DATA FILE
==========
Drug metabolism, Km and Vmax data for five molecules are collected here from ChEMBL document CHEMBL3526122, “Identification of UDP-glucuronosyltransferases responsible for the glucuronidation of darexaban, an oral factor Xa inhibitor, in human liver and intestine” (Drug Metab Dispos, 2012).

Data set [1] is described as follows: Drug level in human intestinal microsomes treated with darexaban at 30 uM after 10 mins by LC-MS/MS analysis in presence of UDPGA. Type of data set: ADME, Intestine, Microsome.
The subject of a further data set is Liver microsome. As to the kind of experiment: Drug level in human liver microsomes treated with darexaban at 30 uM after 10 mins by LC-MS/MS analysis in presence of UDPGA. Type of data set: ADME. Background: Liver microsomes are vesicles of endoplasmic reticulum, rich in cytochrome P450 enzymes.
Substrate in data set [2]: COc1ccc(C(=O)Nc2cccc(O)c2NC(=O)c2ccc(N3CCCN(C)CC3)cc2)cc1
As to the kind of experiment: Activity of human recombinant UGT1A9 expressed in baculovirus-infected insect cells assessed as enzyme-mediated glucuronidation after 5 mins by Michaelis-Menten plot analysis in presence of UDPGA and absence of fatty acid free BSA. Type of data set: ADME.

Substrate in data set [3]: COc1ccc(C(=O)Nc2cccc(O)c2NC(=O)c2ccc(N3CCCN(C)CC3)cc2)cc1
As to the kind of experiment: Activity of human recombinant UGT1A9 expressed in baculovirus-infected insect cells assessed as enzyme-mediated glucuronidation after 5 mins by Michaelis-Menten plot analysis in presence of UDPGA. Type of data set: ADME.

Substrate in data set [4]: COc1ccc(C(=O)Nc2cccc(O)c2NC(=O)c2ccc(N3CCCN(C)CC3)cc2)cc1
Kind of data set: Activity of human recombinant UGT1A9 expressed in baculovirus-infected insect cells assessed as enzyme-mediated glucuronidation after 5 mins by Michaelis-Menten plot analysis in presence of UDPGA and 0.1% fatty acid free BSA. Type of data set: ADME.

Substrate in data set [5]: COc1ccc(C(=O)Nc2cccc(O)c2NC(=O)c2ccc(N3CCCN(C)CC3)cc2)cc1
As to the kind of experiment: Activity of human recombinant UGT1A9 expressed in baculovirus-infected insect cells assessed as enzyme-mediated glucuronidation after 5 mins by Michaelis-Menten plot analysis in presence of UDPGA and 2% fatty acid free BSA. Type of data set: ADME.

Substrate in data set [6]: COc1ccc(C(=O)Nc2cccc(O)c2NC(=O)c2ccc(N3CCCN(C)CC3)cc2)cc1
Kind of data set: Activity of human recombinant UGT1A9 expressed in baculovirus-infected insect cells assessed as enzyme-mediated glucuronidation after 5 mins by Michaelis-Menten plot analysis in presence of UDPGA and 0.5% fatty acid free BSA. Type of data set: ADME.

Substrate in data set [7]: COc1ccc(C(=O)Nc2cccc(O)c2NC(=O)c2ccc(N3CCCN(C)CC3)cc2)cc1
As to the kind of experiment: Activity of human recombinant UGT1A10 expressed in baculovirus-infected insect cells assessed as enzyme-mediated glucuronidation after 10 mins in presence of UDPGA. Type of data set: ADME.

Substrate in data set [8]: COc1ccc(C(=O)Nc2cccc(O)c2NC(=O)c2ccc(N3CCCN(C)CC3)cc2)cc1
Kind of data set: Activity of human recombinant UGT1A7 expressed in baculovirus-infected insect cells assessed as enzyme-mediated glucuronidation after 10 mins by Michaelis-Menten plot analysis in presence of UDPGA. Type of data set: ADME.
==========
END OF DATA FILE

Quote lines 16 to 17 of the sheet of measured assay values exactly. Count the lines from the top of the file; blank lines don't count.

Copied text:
Substrate in data set [8]: COc1ccc(C(=O)Nc2cccc(O)c2NC(=O)c2ccc(N3CCCN(C)CC3)cc2)cc1
Kind of data set: Activity of human recombinant UGT1A7 expressed in baculovirus-infected insect cells assessed as enzyme-mediated glucuronidation after 10 mins by Michaelis-Menten plot analysis in presence of UDPGA. Type of data set: ADME.